It used to be the case that cut-resistant gloves were bulky, stainless steel contraptions used mainly on meat-packing lines. Now, light cut-resistant gloves made of Kevlar, Aramax or other tough materials are used in jobs where dexterity and feel are more important, but there’s a need to prevent cuts to hands while working with sharp tools. They’ve also become of increasing acceptance as the standard by OSHA and insurance loss control specialists, to the point where OSHA tells its compliance staff to write citations if gloves aren’t used where appropriate. You won’t see it spelled out anywhere in the OSHA regulations manual but that lack of clarity doesn’t matter to OSHA. They’ve mentioned these gloves numerous times in the letters of interpretation and other information posted on the OSHA website.
In the food trades, OSHA now generally expects to see these gloves worn on the “free” hand when knives are used for repetitive cutting. OSHA also expects to see cut-resistant gloves worn on both hands when employees are dismantling and cleaning meat slicers and other cutting equipment, cleaning or changing bandsaw blades, and anything else involving lots of hand contact with sharp items.
Note this only means unpowered hand tools, or parts of machines that have been shut down and locked out. Use of any fabric gloves, cut-resistant or not, when operating machines like meat slicers or bandsaws is expressly discouraged by both OSHA and equipment makers! But where sharp, unpowered items are involved, and cut-resistant gloves AREN’T, OSHA will try to write citations for a lack of proper personal protective equipment.
Another point that deserves mention is what cut-resistant gloves can do, and what they can’t. Yes, they resist cuts, but aren’t cut-proof. Even super-tough Kevlar can be cut… if not, how could they make anything out of it? Also, the typical fabric cut-resistant glove is not at all puncture-resistant. A nail, needle, or even the tip of a knife blade will go right through. If you need puncture-resistance for something, there are some specialized products out there, labeled as puncture-resistance.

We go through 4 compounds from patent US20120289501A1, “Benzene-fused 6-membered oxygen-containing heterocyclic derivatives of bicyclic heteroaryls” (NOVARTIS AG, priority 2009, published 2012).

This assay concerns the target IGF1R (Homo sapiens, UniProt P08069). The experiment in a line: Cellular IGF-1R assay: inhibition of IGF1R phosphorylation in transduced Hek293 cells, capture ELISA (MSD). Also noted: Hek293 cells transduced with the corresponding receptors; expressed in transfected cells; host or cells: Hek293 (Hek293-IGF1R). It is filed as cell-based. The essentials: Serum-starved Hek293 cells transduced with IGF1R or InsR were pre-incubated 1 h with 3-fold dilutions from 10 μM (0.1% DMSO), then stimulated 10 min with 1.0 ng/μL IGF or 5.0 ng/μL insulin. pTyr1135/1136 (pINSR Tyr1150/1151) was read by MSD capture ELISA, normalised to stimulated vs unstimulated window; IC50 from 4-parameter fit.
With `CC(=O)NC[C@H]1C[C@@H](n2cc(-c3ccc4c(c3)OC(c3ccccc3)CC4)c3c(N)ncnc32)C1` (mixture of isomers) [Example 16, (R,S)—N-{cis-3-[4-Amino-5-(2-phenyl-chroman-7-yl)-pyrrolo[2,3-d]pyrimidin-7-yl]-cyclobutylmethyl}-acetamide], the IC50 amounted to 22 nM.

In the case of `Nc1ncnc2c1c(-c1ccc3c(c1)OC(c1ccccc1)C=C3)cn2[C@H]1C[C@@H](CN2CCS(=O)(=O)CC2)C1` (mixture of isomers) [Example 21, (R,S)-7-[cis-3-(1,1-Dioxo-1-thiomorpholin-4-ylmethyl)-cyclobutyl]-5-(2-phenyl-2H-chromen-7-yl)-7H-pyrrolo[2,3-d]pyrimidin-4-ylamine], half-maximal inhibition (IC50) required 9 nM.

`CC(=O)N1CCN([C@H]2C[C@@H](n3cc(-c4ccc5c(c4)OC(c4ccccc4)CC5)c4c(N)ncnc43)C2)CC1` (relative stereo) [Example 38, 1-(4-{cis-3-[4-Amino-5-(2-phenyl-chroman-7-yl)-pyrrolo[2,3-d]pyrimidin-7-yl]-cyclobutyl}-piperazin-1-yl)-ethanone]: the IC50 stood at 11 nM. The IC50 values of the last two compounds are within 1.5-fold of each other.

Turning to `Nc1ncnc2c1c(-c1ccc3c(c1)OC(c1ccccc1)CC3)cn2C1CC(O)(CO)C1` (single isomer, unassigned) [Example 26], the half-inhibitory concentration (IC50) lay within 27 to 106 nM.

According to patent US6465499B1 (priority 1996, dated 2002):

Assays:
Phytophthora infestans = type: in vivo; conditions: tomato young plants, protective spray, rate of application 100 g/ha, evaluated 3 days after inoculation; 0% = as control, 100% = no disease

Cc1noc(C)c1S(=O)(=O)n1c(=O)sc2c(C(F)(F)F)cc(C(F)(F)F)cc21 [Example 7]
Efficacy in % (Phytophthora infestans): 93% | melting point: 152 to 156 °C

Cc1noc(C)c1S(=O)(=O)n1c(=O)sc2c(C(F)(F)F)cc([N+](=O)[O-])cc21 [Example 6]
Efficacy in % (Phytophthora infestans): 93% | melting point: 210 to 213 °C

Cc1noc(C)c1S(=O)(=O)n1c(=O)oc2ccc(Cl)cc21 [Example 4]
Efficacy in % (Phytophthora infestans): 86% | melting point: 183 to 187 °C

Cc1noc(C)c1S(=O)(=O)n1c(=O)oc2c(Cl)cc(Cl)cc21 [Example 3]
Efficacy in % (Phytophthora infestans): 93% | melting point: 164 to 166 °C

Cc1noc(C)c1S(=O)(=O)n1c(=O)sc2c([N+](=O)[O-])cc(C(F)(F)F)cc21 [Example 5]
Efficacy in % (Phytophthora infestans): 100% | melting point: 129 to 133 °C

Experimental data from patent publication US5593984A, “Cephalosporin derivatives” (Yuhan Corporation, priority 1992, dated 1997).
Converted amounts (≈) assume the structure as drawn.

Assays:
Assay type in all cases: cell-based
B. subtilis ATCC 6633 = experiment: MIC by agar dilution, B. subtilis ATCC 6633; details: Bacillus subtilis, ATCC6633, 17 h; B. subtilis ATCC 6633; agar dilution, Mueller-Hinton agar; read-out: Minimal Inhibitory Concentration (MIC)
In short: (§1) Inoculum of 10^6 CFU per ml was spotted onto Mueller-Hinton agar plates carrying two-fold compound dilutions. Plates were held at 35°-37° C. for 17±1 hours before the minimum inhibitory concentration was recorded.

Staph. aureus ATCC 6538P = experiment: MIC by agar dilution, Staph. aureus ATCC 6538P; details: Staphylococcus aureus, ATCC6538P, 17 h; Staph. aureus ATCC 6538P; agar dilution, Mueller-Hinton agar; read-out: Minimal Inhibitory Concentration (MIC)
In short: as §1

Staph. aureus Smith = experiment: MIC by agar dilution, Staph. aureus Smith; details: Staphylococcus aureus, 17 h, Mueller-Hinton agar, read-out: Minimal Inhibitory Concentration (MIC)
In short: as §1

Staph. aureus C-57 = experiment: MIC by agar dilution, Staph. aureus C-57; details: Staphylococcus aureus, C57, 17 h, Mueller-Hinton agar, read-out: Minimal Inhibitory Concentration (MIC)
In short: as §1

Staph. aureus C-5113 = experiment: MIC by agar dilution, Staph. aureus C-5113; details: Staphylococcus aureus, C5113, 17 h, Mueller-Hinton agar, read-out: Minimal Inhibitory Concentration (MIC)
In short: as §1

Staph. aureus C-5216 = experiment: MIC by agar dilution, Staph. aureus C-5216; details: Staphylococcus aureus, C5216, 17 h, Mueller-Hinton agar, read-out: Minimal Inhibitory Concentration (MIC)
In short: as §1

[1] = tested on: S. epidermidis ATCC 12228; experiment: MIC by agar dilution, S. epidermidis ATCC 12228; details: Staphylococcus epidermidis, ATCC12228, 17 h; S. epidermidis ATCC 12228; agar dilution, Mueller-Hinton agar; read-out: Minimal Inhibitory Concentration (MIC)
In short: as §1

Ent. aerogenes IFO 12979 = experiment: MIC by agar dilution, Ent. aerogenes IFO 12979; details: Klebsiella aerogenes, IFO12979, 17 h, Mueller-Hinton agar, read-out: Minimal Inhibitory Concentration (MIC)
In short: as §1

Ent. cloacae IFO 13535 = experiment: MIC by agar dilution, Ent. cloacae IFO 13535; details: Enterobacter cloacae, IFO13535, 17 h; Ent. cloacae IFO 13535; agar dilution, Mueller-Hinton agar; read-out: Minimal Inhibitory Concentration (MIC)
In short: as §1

Through experience we’ve found cut-resistant gloves aren’t easy to work in and not always comfortable, so we’ve developed a list of basics to make it easier to get people to wear cut-resistant gloves.
- Gloves are the thinnest, most flexible gloves we can find that still have good protection
- Clean gloves need to be ready when it’s time to wear them. Employees need to know how to clean them, or gloves can be cleaned by a uniform service
- There has to be a variety of sizes available and, even better, we help employees find the right size – a hand outline size chart helps
- Employees need to know when gloves are required
- Kitchen managers need to check on employees and promote glove use – this is usually the most critical missing part of the process
Some of this is basic use and care information we can post near where the gloves are used, and some of it is simple managerial responsibility. It’s not always easy to get people to wear them where they need to be worn. But the good news is the payoff is there, waiting to be collected – reduced laceration injuries. Check with some glove vendors for samples and see how they can help.
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